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Can Aston Villa seize the opportunity to bring Manchester United's Villa Park run to an end?

It's been nearly two decades since Aston Villa won a home Premier League game against Manchester United, but with David Moyes' side struggling and Villa showing themselves capable of playing with anyone on the right day, is it finally time to put the streak to bed?

Michael Steele

On August 19, 1995, Aston Villa defeated Manchester United 3-1 on the season's opening day. The result wasn't especially stunning; that was a good Villa team that would go on to finish 4th in the Premier League, while United were at what appeared to be the beginning of a rebuilding phase, with several key first-team players having moved on in the previous summer and numerous academy products being introduced into the first team. United's lone goal that day came as a consolation in the 84th minute, scored by a 23-year-old midfielder named David Beckham, in his 5th Premier League appearance. Following the game, BBC pundit Alan Hansen said of Alex Ferguson's decision to trust in a youth movement that "you'll never win anything with kids."

Alan Hansen was of course famously wrong, as United would win their next five straight and eventually take home the Premier League title. Many players on that United squad would go on to have exceptional careers, while several members of that Villa team are regarded as club legends. United has won the league 11 times since then, while Villa has only a League Cup win to their name. It was also, as you're likely well aware, the last time Aston Villa beat Manchester United at home. It's a rather stunning streak, on the face of it, and given Villa's recent struggles at home it's somewhat comforting to know that there's at least some historical precedent there.

Like most trends in sports, it's not actually predictive. United have been the better of the two clubs every time they've have met these past 18 years, and in many seasons the gap between the sides was enormous. In general, United have been expected to avoid defeat, and they have. There's no magic or cursed mojo at play; it's just the way things of gone. But that doesn't mean this game doesn't feel like a curse for Villa, at least from the fans' perspective. And it likely will until the spell is broken.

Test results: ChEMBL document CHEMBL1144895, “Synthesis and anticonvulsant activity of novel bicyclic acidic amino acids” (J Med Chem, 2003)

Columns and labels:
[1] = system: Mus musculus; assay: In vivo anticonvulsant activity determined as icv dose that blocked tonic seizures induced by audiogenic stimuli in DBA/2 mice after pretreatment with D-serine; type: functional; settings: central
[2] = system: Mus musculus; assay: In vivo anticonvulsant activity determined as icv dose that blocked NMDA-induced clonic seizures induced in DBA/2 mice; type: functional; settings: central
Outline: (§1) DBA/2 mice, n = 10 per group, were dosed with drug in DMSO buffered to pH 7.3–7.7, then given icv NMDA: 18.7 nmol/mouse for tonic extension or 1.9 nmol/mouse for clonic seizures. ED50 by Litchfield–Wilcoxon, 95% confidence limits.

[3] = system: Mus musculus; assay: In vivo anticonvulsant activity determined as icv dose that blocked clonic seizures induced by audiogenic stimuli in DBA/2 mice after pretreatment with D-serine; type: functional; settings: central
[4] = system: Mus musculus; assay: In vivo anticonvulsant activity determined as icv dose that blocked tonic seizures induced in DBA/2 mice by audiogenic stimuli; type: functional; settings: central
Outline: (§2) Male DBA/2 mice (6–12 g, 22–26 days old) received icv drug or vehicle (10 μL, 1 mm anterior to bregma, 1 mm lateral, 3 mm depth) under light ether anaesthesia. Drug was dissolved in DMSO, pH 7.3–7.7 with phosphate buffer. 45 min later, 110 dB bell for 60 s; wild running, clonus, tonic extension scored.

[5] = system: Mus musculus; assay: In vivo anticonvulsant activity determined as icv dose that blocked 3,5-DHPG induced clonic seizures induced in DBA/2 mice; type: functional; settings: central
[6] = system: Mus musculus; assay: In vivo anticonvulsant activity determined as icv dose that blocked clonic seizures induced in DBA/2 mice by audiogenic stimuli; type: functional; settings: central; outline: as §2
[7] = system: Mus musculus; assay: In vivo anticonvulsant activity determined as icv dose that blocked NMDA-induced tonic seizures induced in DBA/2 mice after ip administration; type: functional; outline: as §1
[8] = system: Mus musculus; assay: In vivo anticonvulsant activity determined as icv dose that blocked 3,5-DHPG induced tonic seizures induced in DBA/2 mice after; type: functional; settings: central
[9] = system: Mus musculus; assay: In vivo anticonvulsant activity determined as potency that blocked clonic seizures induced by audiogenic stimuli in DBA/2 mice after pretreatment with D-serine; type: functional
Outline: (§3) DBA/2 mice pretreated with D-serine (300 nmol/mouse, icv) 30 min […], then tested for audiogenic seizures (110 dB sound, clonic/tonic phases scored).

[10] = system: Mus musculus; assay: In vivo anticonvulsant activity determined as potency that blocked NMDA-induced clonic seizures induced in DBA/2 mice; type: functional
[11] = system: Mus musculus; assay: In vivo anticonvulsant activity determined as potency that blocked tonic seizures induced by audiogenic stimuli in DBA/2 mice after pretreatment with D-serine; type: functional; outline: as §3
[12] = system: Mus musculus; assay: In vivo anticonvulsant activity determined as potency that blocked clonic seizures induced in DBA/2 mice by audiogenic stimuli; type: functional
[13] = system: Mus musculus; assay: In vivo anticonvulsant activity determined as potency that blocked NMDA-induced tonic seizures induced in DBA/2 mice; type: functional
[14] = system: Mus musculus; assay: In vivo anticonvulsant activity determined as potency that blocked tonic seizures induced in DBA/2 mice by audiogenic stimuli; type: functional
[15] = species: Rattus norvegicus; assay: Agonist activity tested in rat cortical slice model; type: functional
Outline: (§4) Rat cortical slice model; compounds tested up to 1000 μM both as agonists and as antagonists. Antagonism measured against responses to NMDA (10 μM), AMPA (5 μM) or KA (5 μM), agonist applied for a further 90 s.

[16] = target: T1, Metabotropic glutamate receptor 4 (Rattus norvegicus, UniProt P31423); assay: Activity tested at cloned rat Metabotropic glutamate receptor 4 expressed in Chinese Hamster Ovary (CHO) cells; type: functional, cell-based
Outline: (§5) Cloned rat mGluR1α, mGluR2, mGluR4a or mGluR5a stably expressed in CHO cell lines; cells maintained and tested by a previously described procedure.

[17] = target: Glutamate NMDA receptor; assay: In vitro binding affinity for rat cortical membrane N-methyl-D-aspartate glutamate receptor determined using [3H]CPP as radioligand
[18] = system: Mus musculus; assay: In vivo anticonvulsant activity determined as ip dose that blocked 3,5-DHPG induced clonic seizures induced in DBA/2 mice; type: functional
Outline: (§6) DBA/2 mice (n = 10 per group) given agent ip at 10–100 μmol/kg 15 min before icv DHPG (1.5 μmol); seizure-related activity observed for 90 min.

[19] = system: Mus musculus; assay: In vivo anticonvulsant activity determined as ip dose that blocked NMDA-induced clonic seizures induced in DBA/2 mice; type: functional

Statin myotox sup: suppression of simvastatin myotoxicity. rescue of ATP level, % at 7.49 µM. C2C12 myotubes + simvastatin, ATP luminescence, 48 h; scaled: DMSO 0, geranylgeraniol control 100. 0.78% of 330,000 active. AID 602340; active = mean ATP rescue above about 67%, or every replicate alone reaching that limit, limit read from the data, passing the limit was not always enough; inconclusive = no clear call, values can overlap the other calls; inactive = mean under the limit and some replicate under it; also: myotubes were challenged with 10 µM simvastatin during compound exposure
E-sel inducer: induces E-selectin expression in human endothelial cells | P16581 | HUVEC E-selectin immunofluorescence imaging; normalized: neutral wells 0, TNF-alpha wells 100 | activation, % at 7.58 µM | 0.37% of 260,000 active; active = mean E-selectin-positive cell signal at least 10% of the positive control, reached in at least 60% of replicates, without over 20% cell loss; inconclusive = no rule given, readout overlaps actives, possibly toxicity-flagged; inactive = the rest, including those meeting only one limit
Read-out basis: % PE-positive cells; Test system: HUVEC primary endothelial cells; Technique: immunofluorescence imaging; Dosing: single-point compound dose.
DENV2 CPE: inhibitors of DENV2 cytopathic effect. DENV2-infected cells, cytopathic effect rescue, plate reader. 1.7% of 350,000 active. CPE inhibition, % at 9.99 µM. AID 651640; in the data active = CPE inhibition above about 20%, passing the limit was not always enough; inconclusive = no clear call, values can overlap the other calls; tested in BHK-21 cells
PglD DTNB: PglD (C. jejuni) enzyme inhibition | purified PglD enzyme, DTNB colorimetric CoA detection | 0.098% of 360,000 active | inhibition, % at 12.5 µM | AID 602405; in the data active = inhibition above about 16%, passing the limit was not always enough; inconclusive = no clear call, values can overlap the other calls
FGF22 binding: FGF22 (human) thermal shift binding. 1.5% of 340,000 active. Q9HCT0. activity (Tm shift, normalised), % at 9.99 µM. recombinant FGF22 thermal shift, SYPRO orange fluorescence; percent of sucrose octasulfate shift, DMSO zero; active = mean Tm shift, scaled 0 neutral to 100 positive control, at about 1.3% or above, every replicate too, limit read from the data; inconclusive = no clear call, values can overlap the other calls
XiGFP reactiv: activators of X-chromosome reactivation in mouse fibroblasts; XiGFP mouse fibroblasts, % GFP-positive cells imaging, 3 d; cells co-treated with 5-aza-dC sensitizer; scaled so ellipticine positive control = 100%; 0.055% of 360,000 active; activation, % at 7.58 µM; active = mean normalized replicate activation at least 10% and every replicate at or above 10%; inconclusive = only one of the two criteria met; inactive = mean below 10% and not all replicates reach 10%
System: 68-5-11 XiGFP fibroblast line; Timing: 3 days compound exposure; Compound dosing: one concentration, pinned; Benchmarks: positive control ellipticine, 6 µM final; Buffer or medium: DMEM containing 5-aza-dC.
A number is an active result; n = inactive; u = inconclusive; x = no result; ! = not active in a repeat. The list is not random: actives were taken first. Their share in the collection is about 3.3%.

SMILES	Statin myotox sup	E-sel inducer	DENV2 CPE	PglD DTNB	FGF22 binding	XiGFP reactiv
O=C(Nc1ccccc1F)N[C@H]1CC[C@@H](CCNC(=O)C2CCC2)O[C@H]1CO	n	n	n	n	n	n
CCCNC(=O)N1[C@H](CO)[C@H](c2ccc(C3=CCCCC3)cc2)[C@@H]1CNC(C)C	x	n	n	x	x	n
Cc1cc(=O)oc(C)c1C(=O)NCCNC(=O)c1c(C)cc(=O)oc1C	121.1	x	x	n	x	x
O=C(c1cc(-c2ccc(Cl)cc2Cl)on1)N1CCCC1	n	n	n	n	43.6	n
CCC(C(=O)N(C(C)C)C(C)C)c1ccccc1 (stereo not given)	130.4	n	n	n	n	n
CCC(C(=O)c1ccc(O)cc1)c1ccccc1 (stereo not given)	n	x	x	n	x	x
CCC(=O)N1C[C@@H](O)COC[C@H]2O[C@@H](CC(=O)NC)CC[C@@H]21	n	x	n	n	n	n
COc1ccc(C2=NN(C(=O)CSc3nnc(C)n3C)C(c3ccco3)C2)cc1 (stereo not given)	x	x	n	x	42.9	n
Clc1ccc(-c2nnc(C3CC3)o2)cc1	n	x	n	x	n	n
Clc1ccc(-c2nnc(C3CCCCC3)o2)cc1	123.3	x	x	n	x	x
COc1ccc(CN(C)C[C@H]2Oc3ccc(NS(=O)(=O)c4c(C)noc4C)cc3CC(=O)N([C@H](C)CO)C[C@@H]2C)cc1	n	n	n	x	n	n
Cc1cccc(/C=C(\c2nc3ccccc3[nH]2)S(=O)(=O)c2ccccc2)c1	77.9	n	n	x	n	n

So, will this be the year that happens? While United is still a better side than Villa, their struggles haven't exactly flown under the radar; their last win came on the 10th of November, they've lost two in a row, and they currently sit just three points ahead of Villa in 9th place. There is of course a great deal of talent in the side, but there are some real and exploitable holes and they are a team that has pretty consistently underperformed this season. (The other narrative would be that they were overperforming under Alex Ferguson, but it's probably too early to go that far.) United just isn't nearly as scary at the moment as they have been for the last 20+ years and with Villa having shown themselves capable of beating the league's best, there's good reason to like their chances.

United isn't a bad team, and they're almost certainly not going to finish as low in the table as they find themselves now. David Moyes may not be Alex Ferguson, but he's not a bumbling fool either; he'll find a way to get more out of the talent he has. But at the moment, it's undeniable that United is stumbling and trying to find their way. A more cynical-and entirely defensible, to be fair-outlook would be that Villa's exactly the kind of team that can allow them to do just that. But while I'm not typically one to feel especially optimistic about Villa's chances to seize opportunities, this game feels different. Maybe it's that United no longer seems invincible, and that's lead to me overestimating their vulnerability. But it finally feels as though maybe Villa's got a real shot at putting an end to this run of futility.